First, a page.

On Tuesday, after more than eight hours of cooking on a piping hot day, with my windows closed and AC unit running, my carbon monoxide alarm started wailing.
I spent the following two hours with the New York Fire Department and Con Edison. It was determined that I needed a new oven. I’m still waiting on said oven to be cleared for use. Great timing with my cookbook manuscript deadline—Wednesday of this week—and my frantic attempt to test the last few recipes.
As soon as my oven was deemed unusable, I started panicking. Writing this book has been an ordeal, honestly, and I wasn’t prepared to have my fire taken away at the 11th hour.
The firemen who answered my 911 call were kind enough to stay with me for almost an hour, while we waited for CO levels to drop and Con Edison to show up. One of them pointed out how lucky I was that my carbon monoxide monitor had gone off when it did. “Sometimes they don’t,” he said. “They’re out of batteries, or they just don’t work.”
As soon as he said that, everything snapped into perspective. I felt absolutely fine as my CO levels climbed indoors. There was no odor or fume that would have alerted me. Had the alarm not gone off, I’d have gone to sleep a few hours later.
I’m more stressed about work than I have been since my post-bacc. And of course getting the oven replaced and checked for safety has been a hassle, a lot of waiting and making pesky follow up calls. But this stuff isn’t life-or-death, whereas high carbon monoxide levels can be.
I’m carrying my stress into this new week, but I’m bringing my gratitude along as well. I’m grateful for my home, for the monitors and alarm that kept me safe, for the firemen who helped me to ventilate my space and monitored my air, the ConEd engineer who diagnosed the problem and stayed here till 11pm, when my CO levels were completely normal again.
I’m especially grateful for the friend and neighbor who has allowed me to show up at her doorstep with bags full of groceries in the last few days, loaning me use of her oven so that I don’t fall critically behind with my recipe trials.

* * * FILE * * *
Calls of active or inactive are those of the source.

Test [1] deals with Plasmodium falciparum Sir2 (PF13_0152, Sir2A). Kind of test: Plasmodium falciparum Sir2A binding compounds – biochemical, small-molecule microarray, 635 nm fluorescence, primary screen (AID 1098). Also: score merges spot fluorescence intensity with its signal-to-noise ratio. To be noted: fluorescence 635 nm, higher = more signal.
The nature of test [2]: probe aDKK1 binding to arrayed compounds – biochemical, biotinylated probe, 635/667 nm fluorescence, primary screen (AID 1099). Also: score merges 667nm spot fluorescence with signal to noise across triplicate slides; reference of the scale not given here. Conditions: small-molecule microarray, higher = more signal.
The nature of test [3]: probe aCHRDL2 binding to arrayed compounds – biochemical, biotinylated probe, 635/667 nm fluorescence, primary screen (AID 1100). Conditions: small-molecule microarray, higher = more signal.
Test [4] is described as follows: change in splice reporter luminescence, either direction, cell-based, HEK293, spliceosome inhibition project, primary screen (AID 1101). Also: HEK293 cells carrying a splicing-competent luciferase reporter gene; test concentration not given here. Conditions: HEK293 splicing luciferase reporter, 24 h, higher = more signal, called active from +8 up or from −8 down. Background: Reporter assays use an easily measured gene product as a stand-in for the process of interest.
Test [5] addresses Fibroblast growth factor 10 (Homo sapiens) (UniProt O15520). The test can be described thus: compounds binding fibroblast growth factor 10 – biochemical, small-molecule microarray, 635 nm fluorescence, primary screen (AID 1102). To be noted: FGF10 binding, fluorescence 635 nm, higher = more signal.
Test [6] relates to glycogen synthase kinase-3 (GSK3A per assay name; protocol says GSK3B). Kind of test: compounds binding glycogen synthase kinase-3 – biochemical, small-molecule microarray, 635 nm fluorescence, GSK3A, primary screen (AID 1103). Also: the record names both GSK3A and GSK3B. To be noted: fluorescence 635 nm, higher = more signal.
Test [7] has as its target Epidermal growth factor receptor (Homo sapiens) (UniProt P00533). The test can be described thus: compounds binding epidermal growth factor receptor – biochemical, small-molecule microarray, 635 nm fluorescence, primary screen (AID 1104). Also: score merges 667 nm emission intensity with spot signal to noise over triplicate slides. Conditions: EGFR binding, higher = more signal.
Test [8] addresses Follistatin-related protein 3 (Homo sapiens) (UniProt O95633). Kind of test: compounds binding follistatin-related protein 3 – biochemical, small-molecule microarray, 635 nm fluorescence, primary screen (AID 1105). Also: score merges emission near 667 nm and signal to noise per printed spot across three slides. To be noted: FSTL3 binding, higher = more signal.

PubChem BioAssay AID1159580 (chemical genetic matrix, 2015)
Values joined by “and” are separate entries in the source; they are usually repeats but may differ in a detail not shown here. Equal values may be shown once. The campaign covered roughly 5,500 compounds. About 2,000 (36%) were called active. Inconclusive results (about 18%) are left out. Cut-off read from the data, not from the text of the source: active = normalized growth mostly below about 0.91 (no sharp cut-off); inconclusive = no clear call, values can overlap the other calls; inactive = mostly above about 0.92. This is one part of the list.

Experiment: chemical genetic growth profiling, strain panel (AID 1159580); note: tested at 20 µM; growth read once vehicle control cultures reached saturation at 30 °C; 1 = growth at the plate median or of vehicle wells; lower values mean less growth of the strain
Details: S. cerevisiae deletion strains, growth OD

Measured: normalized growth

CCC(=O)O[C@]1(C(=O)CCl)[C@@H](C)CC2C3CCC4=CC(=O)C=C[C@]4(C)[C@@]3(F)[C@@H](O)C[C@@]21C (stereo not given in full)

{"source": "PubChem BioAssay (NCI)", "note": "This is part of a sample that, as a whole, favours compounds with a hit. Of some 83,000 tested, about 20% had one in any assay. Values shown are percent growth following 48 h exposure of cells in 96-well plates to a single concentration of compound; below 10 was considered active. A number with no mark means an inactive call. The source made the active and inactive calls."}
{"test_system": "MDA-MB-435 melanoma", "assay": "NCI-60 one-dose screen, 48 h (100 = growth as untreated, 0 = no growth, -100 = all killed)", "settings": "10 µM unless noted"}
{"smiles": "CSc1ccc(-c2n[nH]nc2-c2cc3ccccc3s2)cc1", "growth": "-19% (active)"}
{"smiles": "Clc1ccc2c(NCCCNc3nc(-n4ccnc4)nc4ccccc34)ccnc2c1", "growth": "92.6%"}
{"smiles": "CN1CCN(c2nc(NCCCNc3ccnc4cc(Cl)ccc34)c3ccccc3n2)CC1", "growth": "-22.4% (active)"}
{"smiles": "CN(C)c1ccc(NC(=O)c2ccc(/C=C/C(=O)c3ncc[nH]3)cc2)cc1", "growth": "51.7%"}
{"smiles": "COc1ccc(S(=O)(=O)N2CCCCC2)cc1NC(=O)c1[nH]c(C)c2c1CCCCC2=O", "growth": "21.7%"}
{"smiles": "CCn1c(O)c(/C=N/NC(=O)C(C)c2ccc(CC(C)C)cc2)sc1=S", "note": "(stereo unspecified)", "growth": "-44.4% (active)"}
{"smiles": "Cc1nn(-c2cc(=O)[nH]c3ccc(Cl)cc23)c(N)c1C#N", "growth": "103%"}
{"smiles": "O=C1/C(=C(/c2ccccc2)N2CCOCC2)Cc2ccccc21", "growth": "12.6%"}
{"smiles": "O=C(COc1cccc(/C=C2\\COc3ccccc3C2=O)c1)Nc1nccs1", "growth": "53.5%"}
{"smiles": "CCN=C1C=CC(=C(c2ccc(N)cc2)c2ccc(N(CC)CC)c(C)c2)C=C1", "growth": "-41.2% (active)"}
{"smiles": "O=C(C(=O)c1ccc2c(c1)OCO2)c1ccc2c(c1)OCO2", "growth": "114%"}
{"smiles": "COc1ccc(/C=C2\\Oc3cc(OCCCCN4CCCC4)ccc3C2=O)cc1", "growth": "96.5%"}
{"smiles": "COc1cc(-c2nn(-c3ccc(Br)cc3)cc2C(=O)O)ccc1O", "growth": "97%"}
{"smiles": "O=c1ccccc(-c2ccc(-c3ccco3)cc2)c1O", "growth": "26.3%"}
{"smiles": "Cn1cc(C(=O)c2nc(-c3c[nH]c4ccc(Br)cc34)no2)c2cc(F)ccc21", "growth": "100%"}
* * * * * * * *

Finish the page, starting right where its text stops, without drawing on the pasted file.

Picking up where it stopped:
I have so much fortune and support. The universe has an odd sense of humor sometimes, but life is good.
Happy Sunday, friends. Here are some recipes and reads.
I could use some (baked) mac and cheese right now! My friend Britt just posted a gluten-free version that looks terrific.
A colorful, refreshing summer Southwestern chopped salad.
I’m eyeing Sadia’s chickpea rice tortilla soup.
I can’t get enough cold cucumber salads at this time of year. I love the looks of Lisa’s pickled cucumbers.
Who doesn’t need a pick-me-up chocolate cupcake from time to time?
1. An essay on slime that is so much more. “We are made by, and for, one another.”
2. Tulare Lake in the San Joaquin Valley gives us a peek into the history of modern food production.
3. “We are all exposed and we are in all of this together”: the challenges and difficulties of distributing vaccines in conflict zones.
4. Honestly, I know next to nothing about knives. But now I know a little more.
5. In my online work I come across a lot of what could be classified as either “toxic positivity” or spiritual bypassing. I’m intrigued by the notion of “tragic optimism,” a determined search for meaning that doesn’t ignore darkness or pain.
Stay safe and well, friends. Take good care of your home detectors. And I’ll be back soon.
I’m keeping this weekend reading post short and sweet, mostly because my writing energies have been wrapped up in posts for NEDA week 2019, which begins tomorrow! It won’t be a regular week of recipe-sharing here on the blog, but rather a week in which I take some time to celebrate the recovery process, with all of its challenges and gifts. If you take interest in this topic, perhaps you’ll check in from time to time. For today, I wanted to share my…
Years ago, when I had just transitioning to a vegan lifestyle, I spent most of my time secretly hoping that people would ask me why I was vegan. Like many new vegans, I was all conviction and ardor. I felt like a soldier in a great and important battle, and I welcomed a fight. Over time, the desire to take up arms waned. I found that a lot of conversations about my lifestyle felt not like dialogs, but attacks, and I was less prepared for battle…
Welcome back from the holiday weekend, friends! If you celebrated Thanksgiving, I hope it was a great one, and if you didn’t, I hope that you’ve had a restful and restorative few days. Here are the weekend reading links I’ve been collecting. You’ll notice that a bunch of them still seem Thanksgiving themed–and why not? No reason to stop feasting. I’ve heard it said that there’s no suitable vegan equivalent for traditional green bean casserole, but that’s absurd–and Cara’s awesome healthy green bean…
In the last few months, I’ve been reminded of why we use expressions like “heartache” or “broken heart.” It’s something you forget once your heart has been patched up and healed from whatever its last injury was, but the loss of love can be physically painful. It’s a heaviness, an ache in the chest. We read and hear about this all the time, but somehow it’s always surprising to experience it firsthand. I was thinking about this when I read Brian Doyle’s 2004 essay on the capacity…